Books I’ve read, a short summary, mostly for my own benefit re: I have the worst memory and often forget even books I’ve spent hours and hours of my life reading and waxing lyrical about.
TL;DR - Robots are not as smart as we think they are (or can be), there are limits to artificial intelligence, and we still need human brains. We saw this in Star Wars, and we’ll see it again, and again, and again despite the best efforts of futurists and technologists to convince us of the imminent arrival of singularity. For what can be a very technical topic, Dr. Broussard is a very accessible writer. Even though she provides some in-depth examples of how to use machine learning on specific datasets, with the corresponding code, even that was understandable and even relatable. I was trying to decide between reading this book and another similarly titled book, but like that this book is written by a relatively young female professor, who is an academic and a data journalist and a software developer, and that’s cool. I’m glad I went with this criteria, because there are not that many non-fiction books that can keep my interest to go cover to cover. Usually by the time I hit the third chapter, the author has made their core point; and every subsequent chapter is a slightly different way of rehashing that point #cough-originals.
There is a recurring point in this book as well, of course, and in the author’s words, it’s that “computers are good at some things and very bad at others, and social problems arise from situations in which people misjudge how suitable a computer is for performing the task.”
For instance, machine learning on big data sets is useful for providing clarity on events or phenomenon that have happened in the past; but far less effective at using that knowledge to adequately predict what will happen in the future. This is again, because human systems are complex and sometimes illogical, and the data will only tell some, but not all, of the story. Data doesn’t know what human or environmental factors were present that could affect why and how historic events happened the way they did, and it doesn’t know when those factors have been unaccounted for. This is the stuff of tacit and learned knowledge (not data).
Don’t worry, human-cyborg relations are unlikely to upend anytime soon. The machines Dr. Broussard talks about - autonomous vehicles, drones, computers etc. - are still lightyears away from being sentient beings. But, data in the hands of the wrong people, corporations and government - entities that we can’t reprogram, or simply unplug from a data source to keep them from doing harm? That’s an entirely different story and much more likely source of a dystopian future (my opinion, not the author’s). Stay in school, stay vigilant, stay safe, all. ~Jan2020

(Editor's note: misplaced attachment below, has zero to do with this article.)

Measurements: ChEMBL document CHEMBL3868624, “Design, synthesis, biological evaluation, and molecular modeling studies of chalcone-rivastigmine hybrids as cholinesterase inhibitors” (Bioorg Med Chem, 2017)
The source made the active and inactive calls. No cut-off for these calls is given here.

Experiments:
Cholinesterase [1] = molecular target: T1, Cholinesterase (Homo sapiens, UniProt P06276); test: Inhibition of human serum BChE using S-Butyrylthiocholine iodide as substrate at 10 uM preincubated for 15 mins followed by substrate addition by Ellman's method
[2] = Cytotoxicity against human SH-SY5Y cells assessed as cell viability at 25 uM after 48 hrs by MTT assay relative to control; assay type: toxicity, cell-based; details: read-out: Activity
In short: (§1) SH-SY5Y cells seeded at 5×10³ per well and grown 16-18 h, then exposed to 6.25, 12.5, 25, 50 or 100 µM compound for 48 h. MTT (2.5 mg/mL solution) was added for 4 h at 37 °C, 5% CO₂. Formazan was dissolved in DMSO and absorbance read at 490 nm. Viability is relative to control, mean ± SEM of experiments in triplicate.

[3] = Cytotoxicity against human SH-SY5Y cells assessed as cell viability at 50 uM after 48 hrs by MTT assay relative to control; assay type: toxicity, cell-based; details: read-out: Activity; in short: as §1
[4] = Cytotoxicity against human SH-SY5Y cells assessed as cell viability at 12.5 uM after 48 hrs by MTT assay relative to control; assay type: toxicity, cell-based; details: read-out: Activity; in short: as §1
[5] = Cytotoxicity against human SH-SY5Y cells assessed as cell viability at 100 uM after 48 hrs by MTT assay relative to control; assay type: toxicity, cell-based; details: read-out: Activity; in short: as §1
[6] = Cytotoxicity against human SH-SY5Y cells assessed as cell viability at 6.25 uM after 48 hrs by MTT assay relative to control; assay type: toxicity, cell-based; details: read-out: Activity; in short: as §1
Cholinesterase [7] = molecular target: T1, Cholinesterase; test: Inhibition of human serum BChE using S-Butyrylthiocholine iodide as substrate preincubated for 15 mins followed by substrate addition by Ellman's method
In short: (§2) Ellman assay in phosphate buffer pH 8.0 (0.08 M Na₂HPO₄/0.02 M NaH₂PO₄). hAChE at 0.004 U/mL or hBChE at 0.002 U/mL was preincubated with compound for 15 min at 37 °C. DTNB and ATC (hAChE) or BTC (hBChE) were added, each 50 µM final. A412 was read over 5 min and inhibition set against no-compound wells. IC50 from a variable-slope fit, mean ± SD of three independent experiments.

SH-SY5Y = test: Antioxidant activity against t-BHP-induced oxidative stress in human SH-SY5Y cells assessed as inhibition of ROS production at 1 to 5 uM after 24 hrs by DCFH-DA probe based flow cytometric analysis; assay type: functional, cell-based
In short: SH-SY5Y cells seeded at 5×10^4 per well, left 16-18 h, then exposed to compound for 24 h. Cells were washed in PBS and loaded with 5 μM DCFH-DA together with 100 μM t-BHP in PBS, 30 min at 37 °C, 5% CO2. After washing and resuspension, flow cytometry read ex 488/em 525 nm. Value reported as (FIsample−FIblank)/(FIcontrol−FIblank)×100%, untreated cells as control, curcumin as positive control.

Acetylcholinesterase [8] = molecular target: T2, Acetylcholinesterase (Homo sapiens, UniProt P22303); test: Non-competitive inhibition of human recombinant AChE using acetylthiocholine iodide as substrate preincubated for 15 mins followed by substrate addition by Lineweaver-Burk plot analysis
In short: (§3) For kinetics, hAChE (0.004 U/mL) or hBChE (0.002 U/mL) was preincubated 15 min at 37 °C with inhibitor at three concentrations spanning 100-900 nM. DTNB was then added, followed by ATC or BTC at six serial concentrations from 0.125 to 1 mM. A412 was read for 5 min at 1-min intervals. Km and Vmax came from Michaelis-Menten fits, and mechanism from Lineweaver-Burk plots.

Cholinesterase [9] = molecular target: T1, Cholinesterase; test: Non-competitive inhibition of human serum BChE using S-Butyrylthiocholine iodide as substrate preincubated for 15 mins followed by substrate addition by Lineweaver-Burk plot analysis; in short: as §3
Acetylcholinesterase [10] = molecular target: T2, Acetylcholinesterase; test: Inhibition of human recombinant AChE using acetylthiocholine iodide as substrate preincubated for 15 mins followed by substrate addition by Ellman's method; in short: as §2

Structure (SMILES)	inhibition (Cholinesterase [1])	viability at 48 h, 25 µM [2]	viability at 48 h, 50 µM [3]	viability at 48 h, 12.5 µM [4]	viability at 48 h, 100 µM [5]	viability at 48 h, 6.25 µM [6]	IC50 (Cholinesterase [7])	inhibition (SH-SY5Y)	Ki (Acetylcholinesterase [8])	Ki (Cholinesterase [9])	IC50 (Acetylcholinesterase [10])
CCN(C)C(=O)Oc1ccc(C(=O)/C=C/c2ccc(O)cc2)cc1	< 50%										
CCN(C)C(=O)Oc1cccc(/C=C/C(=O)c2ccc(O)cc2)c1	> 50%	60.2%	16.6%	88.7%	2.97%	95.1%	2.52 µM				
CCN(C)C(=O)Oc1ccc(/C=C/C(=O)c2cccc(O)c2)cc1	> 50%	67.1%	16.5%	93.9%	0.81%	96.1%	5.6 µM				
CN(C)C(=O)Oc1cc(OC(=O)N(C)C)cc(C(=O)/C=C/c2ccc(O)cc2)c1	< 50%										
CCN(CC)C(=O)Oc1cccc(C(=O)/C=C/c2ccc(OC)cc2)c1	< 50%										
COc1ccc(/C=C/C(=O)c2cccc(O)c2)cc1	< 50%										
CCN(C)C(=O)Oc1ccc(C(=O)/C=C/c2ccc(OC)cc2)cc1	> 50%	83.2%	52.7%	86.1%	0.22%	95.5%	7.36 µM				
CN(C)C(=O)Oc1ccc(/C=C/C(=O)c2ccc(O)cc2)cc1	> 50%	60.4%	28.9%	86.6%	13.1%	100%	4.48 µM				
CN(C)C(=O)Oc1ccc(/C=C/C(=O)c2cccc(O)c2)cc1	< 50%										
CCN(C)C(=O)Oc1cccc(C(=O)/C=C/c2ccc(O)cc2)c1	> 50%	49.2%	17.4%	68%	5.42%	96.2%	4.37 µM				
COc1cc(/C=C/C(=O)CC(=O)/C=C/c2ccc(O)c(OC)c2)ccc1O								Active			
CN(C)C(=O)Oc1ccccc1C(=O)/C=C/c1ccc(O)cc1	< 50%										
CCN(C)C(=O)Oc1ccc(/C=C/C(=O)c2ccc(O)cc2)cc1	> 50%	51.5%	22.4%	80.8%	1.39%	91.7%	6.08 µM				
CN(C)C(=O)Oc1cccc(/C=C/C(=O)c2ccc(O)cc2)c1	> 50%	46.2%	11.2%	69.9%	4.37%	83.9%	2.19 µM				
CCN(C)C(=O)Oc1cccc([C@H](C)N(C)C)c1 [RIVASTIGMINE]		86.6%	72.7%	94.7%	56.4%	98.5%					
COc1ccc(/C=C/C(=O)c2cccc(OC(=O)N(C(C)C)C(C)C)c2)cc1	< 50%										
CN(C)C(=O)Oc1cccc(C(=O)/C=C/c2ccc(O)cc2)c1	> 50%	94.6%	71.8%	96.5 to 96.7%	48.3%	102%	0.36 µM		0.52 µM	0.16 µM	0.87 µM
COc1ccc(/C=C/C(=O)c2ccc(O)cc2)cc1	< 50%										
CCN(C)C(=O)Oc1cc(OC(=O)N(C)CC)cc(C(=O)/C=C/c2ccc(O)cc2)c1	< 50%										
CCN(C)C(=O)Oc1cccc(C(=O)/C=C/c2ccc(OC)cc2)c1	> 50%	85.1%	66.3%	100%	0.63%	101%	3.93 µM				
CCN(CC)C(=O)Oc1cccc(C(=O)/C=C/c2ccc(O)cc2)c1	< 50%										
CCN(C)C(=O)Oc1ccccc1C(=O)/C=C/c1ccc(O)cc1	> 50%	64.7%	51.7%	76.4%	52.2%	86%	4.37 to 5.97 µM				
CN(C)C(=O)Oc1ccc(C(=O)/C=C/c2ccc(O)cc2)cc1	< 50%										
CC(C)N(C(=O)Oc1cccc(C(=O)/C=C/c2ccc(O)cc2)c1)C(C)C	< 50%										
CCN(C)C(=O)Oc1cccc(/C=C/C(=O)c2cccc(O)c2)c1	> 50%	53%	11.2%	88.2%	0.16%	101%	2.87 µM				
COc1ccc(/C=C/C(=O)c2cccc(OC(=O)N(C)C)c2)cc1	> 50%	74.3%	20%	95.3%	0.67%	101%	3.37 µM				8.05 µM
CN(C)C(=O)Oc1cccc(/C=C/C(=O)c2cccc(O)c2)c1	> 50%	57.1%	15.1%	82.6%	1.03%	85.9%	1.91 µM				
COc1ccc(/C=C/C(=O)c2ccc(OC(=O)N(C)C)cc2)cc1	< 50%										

A tale of two children who grow up to be adults who are scarred from being children. They have a very hard time letting go of their past, much of which revolves around stalking an alluring house that they grew up in called the Dutch House, and from which they were unceremoniously ejected by their stepmother after the death of their father. It's an interesting reflection on how our past shapes and has an indelible hold on us - while being completely open to the idea that maybe the past is a warped figment of our imagination. I like this book a lot. ~Feb2020
This book is like an eminently drinkable table wine. Goes down really easy but it's on the cheaper side. A multi-perspective novel about a free spirit in the 1970s (Daisy) who happens to be a looker, drug addict and singer songwriter who joins forces with a rock band (the Six) and goes on tour. The main theme seems to be around how everyone goes through their own set of trials and tribulations but can still make redemptive choices in the end. It flirts with the question of the difficult genius, and whether people who are really brilliant at what they do are justified in being kind of horrible self-centered people. Which is not irrelevant in the era of #metoo. ~Feb2020